How To Add Nitrogen To Soil

By Jason Jackson •  Updated: 05/22/22 •  6 min read

If you’ve ever thought your garden was looking worse for wear, or noticed that your plants have started looking yellow, your problem may lie within the soil you use.

Soil needs enough nitrogen to support plant growth. Plants that grow from nitrogen-deficient soil may grow poorly or start showing yellow leaves.

This is clearly an issue, but to fix it, how do you add nitrogen to soil?

We’ll cover how to do so in this article. Keep reading to find out how to keep your soil nitrogen abundant and healthy.

Why Plants Require Nitrogen

Plants need nitrogen to create proteins, amino acids, and DNA.

When soil doesn’t have enough nitrogen, plants can’t make cells, so they cease growing.

Nitrogen is all around us, making up 78% of our air. However, plants can only take in nitrogen that’s converted to nitrates within soil.

This can occur through composting plants or manure, but it can also happen through nitrogen fixation.

How To Test Nitrogen Levels In Soil

Unfortunately, you cannot simply test soil for nitrogen through DIY methods. You’ll have to purchase a testing kit or have your soil professionally tested.

Some areas have extension offices that can test your soil for a low price. If you go through this route, the office may also tell you if your soil is low in any other important minerals.

You can also test your soil with suitable kits. These are generally available at garden centers and hardware stores.

These kits are normally simple to use and can give you a rough idea of how much nitrogen is in your soil.

How To Fix Nitrogen Deficient Soil

You can add nitrogen to the soil by non-organic or organic means.

Non-organic methods involve using chemicals. Organic ways don’t use chemicals, but they take more time to amend the soil.

Organic Methods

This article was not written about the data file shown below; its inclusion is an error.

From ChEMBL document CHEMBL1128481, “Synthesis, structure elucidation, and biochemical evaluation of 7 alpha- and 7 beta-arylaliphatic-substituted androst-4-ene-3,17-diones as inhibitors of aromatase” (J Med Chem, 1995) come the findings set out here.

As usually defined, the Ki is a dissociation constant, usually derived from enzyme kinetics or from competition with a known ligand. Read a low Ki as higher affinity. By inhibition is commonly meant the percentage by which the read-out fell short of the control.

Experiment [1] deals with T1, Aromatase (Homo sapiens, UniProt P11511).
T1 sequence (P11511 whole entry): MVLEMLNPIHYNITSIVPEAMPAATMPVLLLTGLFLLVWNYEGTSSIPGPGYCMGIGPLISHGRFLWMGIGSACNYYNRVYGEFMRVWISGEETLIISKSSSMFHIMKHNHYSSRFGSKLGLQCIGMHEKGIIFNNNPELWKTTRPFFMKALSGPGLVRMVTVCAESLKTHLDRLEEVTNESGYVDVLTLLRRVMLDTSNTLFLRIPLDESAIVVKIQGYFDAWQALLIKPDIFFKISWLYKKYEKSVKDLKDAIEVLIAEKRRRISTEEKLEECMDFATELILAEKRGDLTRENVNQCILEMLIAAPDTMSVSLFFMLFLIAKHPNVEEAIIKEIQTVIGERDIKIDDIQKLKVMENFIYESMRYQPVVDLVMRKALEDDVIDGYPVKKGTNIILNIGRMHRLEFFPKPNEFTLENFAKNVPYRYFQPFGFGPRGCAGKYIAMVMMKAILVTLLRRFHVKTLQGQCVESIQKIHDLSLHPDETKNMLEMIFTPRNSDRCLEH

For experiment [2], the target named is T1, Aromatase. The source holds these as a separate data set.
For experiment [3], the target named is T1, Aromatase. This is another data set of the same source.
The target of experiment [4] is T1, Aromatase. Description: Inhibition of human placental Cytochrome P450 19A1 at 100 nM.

Here are a few organic ways to add nitrogen to your soil.

Manure

Animal manure can be an effective way to give your soil more nitrogen. Simply collect manure in a bucket and top it up with water.

Make sure that you don’t use manure from pets, like cats or dogs.

After you’ve made the solution, you can add more water to make it less concentrated. Applying this mixture to your soil is a quick and easy way of replenishing your garden with nitrogen.

As a bonus, any vegetables within will take up some nitrogen too.

Use Compost

Manure is a fast method of supplying nitrogen, but you should attempt to make your soil more fertile over time. You can do this with compost.

As you apply compost on your plant beds, nutrients will start spreading from the compost to your other plants.

One of these nutrients is nitrogen. As long as you focus on the long-term goal, it should reduce the likelihood of you needing to fix your soil quickly.

Once you leave the compost to work on your garden, the number of nutrients will grow along with it. Wait for it to decompose fully, then your soil should be well-nourished and full of nitrogen.

If you want to make your own compost, consider doing so with wood chips. They will act as mulch, which can add further nutrients to your patch.

The mulch also has other benefits, such as keeping your soil moist, deterring pests, and hindering weed growth.

Chop-And-Drop

Compost will keep your soil full of nitrogen, but it takes a lot of time to make. You can mimic the effects of compost through a similar method called chop-and-drop.